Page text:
Joseph Gordon-Levitt says playing Edward Snowden inspired his distrust of Instagram and Facebook
- Actor Joseph Gordon-Levitt took the stage at the TED conference in Vancouver, Canada, last Thursday to share his distrust of social media.
- In conversation with Business Insider, Gordon-Levitt said he began to question platforms like Facebook and Twitter after playing American whistleblower Edward Snowden.
- "The more I looked into it, I was like, 'Oh man, what Google and Facebook are doing makes what the NSA is doing look like nothing,'" he told Business Insider.
- Gordon-Levitt said that Snowden, like everyone, wasn't immune to the desire for attention - but he also thought he was doing the right thing.
- Visit BusinessInsider.com for more stories.
Joseph Gordon-Levitt has a dilemma. His career as an actor, and founder of the online community HitRecord, requires him to garner loads of attention - something he hates."I'm pretty allergic to the way that actors' personal lives are often turned into fodder for entertainment," he told Business Insider. "I don't like people focusing on my personal life, my family, etc. That just makes me uncomfortable." Advertisement
One of the worst offenders of his privacy, he said, is social media. This past Thursday, Gordon-Levitt shared his distaste for Instagram and Twitter at the TED conference in Vancouver, Canada.
Later, he told Business Insider that his fear of these platforms began a few years back, when he was studying up on the National Security Agency (NSA).Read more: Joseph Gordon-Levitt explains that odd Edward Snowden voice he does in his new biopic
In 2016, Gordon-Levitt starred in a biographical thriller about Edward Snowden, the American whistleblower who leaked classified information showing that the NSA had been spying on everyday citizens.To prepare for the role, Gordon-Levitt said he had to learn "quite a bit" about the US government's policy of mass surveillance, which some have seen as violating the constitution. "The more I looked into it, I was like, 'Oh man, what Google and Facebook are doing makes what the NSA is doing look like nothing,'" he told Business Insider. "That was actually a lot of what what started me down this line of thinking [about social media]."Advertisement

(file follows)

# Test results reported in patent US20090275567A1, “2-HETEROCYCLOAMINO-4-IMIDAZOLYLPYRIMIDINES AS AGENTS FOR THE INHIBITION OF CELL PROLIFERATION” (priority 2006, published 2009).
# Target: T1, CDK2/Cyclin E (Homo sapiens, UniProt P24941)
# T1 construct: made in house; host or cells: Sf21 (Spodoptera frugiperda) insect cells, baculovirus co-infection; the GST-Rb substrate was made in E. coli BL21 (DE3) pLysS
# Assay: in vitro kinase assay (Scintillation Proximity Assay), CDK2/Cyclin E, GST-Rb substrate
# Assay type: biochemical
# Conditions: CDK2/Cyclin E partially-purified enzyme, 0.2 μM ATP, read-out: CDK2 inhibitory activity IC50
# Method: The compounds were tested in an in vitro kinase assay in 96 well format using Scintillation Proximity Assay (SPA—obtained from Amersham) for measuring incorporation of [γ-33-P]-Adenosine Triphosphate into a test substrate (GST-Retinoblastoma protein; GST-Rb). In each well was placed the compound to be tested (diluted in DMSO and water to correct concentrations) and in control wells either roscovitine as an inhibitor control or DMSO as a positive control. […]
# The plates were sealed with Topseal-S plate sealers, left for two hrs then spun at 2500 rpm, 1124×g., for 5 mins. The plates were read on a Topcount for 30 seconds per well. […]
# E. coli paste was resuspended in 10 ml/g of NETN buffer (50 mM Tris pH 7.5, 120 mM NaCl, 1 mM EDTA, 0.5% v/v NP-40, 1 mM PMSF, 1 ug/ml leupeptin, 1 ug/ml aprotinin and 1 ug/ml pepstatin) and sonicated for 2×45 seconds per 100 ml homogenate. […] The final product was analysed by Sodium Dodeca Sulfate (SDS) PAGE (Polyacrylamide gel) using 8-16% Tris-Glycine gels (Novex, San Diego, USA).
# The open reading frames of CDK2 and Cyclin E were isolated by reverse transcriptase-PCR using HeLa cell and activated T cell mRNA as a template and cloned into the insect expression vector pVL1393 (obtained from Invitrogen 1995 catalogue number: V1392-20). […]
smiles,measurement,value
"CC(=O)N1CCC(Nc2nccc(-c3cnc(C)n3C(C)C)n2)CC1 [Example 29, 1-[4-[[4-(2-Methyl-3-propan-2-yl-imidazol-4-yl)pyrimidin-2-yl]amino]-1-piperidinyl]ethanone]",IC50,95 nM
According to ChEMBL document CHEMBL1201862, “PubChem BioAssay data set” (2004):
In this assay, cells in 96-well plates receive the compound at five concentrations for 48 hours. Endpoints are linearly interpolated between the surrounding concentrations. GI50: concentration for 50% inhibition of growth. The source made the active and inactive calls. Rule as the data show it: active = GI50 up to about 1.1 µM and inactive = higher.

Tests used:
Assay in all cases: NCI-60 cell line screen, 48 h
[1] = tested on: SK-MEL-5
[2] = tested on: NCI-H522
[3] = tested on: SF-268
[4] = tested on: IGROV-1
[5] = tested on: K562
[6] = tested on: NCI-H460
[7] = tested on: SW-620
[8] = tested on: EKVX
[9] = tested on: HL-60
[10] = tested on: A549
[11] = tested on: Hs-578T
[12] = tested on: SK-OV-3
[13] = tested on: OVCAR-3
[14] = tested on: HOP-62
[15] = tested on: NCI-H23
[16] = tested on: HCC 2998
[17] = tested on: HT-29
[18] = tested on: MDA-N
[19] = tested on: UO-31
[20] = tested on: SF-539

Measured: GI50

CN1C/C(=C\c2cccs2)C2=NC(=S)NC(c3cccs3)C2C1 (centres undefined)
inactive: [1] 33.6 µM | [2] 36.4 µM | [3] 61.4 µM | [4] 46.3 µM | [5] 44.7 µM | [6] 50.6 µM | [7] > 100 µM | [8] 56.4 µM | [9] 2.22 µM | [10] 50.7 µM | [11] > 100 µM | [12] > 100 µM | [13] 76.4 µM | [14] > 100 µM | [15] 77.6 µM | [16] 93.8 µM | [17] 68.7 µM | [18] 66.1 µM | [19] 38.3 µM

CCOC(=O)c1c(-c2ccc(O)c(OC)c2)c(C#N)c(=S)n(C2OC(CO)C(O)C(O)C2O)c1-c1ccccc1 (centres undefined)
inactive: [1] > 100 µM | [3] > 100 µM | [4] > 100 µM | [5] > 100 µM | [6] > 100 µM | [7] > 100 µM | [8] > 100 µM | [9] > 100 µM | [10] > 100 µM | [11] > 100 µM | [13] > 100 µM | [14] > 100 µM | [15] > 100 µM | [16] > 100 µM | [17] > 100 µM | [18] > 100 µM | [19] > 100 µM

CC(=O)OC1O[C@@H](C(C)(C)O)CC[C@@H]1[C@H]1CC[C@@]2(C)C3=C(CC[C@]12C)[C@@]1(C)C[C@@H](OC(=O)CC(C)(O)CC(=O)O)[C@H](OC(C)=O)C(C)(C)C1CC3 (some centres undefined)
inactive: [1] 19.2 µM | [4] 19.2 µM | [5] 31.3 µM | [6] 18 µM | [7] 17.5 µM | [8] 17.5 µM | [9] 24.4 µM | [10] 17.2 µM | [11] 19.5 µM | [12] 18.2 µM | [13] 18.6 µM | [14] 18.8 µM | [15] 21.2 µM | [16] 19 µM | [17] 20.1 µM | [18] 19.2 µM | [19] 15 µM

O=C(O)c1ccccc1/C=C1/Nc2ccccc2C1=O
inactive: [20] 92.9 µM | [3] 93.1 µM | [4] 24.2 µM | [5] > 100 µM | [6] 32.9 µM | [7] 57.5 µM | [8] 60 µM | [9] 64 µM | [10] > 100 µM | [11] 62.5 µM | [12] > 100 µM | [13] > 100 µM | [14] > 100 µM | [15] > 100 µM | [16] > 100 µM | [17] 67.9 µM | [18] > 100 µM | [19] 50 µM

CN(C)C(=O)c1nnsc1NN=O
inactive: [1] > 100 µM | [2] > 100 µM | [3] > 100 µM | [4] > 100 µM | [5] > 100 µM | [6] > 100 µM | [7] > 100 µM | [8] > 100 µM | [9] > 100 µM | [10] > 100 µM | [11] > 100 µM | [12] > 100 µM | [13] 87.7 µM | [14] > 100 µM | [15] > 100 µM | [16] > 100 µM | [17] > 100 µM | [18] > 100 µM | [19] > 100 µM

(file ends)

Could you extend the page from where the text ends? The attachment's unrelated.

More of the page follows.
In his TED talk, the actor described being "addicted" to Instagram, so much so that he began to compare his following to that of other actors. "I see that their number [of followers] is higher than mine, and I feel terrible about myself," he said in his talk.
It's a problem he's continuing to sort through - and he believes most of us, including Snowden, face the same conundrum.
After the NSA's mass surveillance program was revealed in 2013, people criticized Snowden's actions as self-serving. In a piece entitled "Edward Snowden Is No Hero," writer Jeffrey Toobin said the leaking of classified information "speaks more to [the whistleblower's] ego than his conscience."Gordon-Levitt described Snowden as a human being who's "not immune" to the basic desire for attention.Advertisement
"I've spent some time with Ed and I really believe that he was acting in what he sincerely thought was the best interest of the country," the actor told Business Insider. "Now, does every soldier have some part of them that's seeking glory? Sure."
The actor is less willing to extend the same grace to tech companies, which have profited from collecting users' personal data."It's not the technology, it's the business model," he told Business Insider. "You don't have to monetize a worldwide social media platform by spying on everybody, manipulating their perspective by only showing them one particular view of the world."Advertisement
In fact, while Gordon-Levitt acknowledged in his TED talk that he's "a complete hypocrite" for getting hooked on social media, he also said that Twitter, Facebook, and Instagram are designed to prey on his insecurity."I've thought my whole life about why I am getting so much attention, and do I deserve that?" he told Business Insider. "It seems that a lot of today's big social media platforms have sort of taken advantage of this dynamic and used it to make a lot of money." Advertisement
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